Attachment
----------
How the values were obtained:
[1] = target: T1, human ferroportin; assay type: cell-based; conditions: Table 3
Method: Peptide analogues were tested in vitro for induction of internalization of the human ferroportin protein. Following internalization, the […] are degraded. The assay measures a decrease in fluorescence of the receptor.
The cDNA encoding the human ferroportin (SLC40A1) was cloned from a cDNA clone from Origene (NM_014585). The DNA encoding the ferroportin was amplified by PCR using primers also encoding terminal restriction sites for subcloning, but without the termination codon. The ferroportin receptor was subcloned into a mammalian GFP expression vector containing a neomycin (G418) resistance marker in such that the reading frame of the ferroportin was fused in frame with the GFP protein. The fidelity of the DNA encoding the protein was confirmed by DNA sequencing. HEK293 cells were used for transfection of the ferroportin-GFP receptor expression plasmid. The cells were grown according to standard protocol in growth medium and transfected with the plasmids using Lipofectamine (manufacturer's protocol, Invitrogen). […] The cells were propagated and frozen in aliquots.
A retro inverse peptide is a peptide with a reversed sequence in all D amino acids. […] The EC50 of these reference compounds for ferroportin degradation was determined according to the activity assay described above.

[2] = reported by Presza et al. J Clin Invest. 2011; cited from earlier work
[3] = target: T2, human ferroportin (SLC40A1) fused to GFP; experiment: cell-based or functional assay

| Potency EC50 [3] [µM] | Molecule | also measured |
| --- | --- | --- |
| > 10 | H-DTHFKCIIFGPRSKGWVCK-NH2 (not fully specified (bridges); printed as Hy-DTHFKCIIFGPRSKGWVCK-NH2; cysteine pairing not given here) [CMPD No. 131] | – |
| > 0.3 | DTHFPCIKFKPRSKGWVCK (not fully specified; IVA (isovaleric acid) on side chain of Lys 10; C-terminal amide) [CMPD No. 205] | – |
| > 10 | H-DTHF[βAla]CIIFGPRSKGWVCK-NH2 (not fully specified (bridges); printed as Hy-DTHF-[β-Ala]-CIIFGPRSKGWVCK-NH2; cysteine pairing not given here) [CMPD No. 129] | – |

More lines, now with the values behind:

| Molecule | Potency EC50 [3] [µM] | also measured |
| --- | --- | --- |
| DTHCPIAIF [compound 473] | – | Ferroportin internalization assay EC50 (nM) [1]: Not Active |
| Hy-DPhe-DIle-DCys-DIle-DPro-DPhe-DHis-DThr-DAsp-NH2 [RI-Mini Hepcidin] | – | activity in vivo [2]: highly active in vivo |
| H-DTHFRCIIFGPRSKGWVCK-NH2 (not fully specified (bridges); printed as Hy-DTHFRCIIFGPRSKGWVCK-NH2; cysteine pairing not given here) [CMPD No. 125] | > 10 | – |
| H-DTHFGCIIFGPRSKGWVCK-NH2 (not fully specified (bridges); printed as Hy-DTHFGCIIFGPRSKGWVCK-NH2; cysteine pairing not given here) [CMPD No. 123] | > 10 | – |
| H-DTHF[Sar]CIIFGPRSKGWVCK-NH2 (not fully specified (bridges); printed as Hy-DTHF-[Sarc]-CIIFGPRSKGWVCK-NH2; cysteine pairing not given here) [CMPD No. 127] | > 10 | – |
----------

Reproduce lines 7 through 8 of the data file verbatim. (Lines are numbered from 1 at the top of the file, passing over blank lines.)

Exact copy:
[3] = target: T2, human ferroportin (SLC40A1) fused to GFP; experiment: cell-based or functional assay

| Potency EC50 [3] [µM] | Molecule | also measured |